Mon, January 19, 2009
World > Middle East > Israeli assault on Gaza

Peace returns to Gaza with pullout of Israeli troops

2009-01-19 03:53:16 GMT2009-01-19 11:53:16 (Beijing Time)  Xinhua English

Return trek : Israeli soldiers return from the Gaza Strip on the Israel-Gaza border, Jan 18, 2009. (AFP/Yoav Lemmer)

GAZA, Jan. 19 (Xinhua) -- A hard-won peace was restored in the Gaza Strip Monday as Israeli troops began pulling out of the belt after their 22-day onslaught was halted by a tentative ceasefire deal with Hamas.

The truce, taking effect at 2 a.m. local time (midnight GMT)Sunday, was declared late Saturday by Israeli Prime Minister Ehud Olmert, who said the goals of the operation in Gaza had been "met in full."

"We reached all of our objectives in Gaza," Olmert told a press conference in Tel Aviv, adding Hamas had been dealt a heavy blow by the Israeli Defense Forces (IDF) and its leaders were in hiding.

The truce took effect just days before the inauguration of U.S. President-elect Barack Obama, who has said Mideast peace will be apriority for his administration.

In response to the ceasefire declaration, United Nations Secretary-General Ban Ki-moon urged a quick influx of humanitarian aid to the isolated enclave, while U.S. Secretary of State Condoleezza Rice said a ceasefire must be durable.

Amid concerns over possible future Palestinian attacks, Israel is widely expected to retain some forces in Gaza. The returning troops were stationed along the border, said local news service Ynet.

Hamas had initially vowed to keep fighting until all enemy troops left Gaza, but said 12 hours later that it would hold its fire to give Israeli forces one week to withdraw.

Despite the destruction suffered, the prime minister of Hamas, Ismail Haniyeh, claimed "a heavenly victory" on Al-Jazeera's Arabic news channel.

It is believed that a temporary lull would pave the way for a possible lasting truce deal between the Jewish state and the Islamist movement in light of the intensifying international mediation efforts led by Egypt.

Egypt has invited Israel and the Palestinian groups for more talks on the means of consolidating a ceasefire in the Palestinian enclave.

Separate meetings with the two sides involved in the Gaza conflict were scheduled for Jan. 22 in the Egyptian capital of Cairo, Egyptian Foreign Ministry spokesman Hossam Zaki said in a press release.

The talks will seek to clinch a deal on a package of moves to implement an Egyptian ceasefire proposal presented by President Hosni Mubarak on Jan. 6.

While Hamas has asked for the lifting of the Israeli blockade on Gaza as a precondition for any long-term truce, Israel demands an international mechanism to curb arms smuggling into Gaza and thus prevent Hamas from rearming.

More than 1,300 Gazans have been killed and over 5,500 wounded in Israel's massive onslaught since Dec. 27, dubbed Operation CastLead. Thirteen Israelis have also died in the clash.

Speaking to the leaders of Britain, France, Germany, Italy, Spain and the Czech Republic, which currently holds the rotating EU presidency, in Jerusalem on Sunday, Olmert thanked them for their support for Israel's security and pledged cooperation to bring peace to the volatile land.

British Prime Minister Gordon Brown urged Israel to reopen the crossings to long-blockaded Gaza, saying a sustainable ceasefire would require "humanitarian access" to the territory, while French President Nicolas Sarkozy called on Olmert to open Gaza's borders to aid as soon as possible.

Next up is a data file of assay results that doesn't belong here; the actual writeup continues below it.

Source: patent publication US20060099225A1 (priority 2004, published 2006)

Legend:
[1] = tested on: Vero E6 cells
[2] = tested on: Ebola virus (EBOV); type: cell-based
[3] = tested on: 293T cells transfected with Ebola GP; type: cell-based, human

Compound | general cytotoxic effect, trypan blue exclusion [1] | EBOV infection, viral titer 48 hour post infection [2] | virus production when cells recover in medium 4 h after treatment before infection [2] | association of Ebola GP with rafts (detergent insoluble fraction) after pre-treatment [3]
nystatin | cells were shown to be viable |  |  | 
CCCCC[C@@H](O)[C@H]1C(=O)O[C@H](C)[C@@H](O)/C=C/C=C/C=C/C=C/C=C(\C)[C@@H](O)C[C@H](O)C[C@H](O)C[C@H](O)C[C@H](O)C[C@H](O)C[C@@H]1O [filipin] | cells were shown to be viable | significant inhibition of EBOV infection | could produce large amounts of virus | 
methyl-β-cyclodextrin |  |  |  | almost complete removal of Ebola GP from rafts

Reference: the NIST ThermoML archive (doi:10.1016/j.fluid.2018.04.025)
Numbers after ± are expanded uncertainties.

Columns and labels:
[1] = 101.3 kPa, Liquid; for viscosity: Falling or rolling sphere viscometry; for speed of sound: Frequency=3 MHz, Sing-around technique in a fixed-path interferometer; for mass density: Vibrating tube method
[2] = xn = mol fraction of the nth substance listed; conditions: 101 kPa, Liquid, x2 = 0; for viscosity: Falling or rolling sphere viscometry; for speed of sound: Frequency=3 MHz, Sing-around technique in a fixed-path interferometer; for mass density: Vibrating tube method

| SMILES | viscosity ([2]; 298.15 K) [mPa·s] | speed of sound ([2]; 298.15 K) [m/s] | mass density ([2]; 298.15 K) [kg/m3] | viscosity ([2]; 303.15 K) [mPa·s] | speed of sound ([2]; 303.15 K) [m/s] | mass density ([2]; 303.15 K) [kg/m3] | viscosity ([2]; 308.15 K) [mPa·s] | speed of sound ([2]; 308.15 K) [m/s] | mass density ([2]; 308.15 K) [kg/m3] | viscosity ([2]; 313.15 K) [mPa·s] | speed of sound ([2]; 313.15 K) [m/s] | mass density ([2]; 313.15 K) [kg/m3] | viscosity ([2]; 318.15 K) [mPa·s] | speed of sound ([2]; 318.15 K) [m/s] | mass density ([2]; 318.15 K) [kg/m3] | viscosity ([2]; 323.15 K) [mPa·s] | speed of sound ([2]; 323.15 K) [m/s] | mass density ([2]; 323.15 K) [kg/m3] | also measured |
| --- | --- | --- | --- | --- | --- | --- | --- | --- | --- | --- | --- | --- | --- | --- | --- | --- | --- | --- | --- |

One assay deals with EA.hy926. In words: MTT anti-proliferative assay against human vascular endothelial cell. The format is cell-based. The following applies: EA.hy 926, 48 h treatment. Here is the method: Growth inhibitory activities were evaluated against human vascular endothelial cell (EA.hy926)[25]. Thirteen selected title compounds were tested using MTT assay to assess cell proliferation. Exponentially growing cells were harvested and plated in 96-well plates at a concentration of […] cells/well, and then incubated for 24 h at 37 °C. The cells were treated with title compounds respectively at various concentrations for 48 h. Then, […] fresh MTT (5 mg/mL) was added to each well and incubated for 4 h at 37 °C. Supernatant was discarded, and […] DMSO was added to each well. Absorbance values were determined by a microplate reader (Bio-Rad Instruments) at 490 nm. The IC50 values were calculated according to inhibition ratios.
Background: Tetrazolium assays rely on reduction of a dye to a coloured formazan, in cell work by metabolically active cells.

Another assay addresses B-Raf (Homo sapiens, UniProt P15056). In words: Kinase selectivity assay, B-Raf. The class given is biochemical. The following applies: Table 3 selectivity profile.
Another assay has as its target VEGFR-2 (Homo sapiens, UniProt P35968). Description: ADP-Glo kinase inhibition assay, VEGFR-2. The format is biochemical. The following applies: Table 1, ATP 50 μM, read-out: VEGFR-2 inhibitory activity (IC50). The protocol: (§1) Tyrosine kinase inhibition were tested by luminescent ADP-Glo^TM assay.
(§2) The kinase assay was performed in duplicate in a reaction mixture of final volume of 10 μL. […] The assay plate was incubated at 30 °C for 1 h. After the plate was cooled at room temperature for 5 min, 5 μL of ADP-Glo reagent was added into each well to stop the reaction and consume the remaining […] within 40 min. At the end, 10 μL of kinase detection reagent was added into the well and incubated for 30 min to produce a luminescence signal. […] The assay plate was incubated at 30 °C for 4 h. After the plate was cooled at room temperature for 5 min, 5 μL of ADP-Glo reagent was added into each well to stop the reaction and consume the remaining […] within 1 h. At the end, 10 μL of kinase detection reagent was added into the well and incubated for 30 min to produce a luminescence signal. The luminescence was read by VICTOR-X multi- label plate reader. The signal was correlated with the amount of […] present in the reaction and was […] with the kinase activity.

Meanwhile, Iran said the key to lasting calm is the opening of border crossings that Israel and Egypt have kept virtually sealed since Hamas militants staged a violent takeover of Gaza in 2007 from forces of the rival Fatah faction, headed by Palestinian President Mahmoud Abbas.

Statistics from the Palestinian side revealed that about 4,000 residential buildings were completely destroyed during the 22-day conflict.

GAZA, Jan. 18 (Xinhua) -- The Israeli army began on Sunday evening withdrawing part of its troops from the Gaza Strip, after both Israel and Hamas announced their ceasefire plans.

Footage of Israeli TV Channel 10 showed that Israeli tanks and soldiers were moving toward the border from inside the Palestinian enclave. An Israeli military spokesman later confirmed that the army has started pulling out part of its forces. Full story

JERUSALEM, Jan. 18 (Xinhua) -- Israeli Prime Minister Ehud Olmert said Sunday that his nation will pull troops out of the Gaza Strip once a stable truce is guaranteed.

"We intend to leave Gaza as soon as possible once we make sure that Israel's south is safe. We did not set out to take Gaza, and we have no desire to stay in it," he told visiting European leaders in the evening at his official residence. Full story

SHARM EL-SHEIKH, Egypt, Jan. 18 (Xinhua) -- A number of European and Mideast leaders wrapped up an international summit hosted by Egypt on the situation of the Gaza Strip here on Sunday afternoon, pressing for parties concerned to consolidate a fragile ceasefire in the Palestinian enclave.

The international conference on Gaza, co-chaired by Egyptian President Hosni Mubarak and his French counterpart Nicolas Sarkozy, was attended by a number of European leaders, UN Secretary-General Ban Ki-moon, Arab League Secretary General Amr Moussa as well as Palestinian President Mahmoud Abbas. Full story

SHARM EL-SHEIKH, Egypt, Jan. 18 (Xinhua) -- UN Secretary General Ban Ki-moon said on Sunday that the ceasefire in Gaza Strip should become a durable and lasting truce.

Ban made his call at a press conference following an international summit in the Egyptian resort, which was attended by a number of European leaders, Arab League Secretary General Amr Moussa and Palestinian President Mahmoud Abbas.

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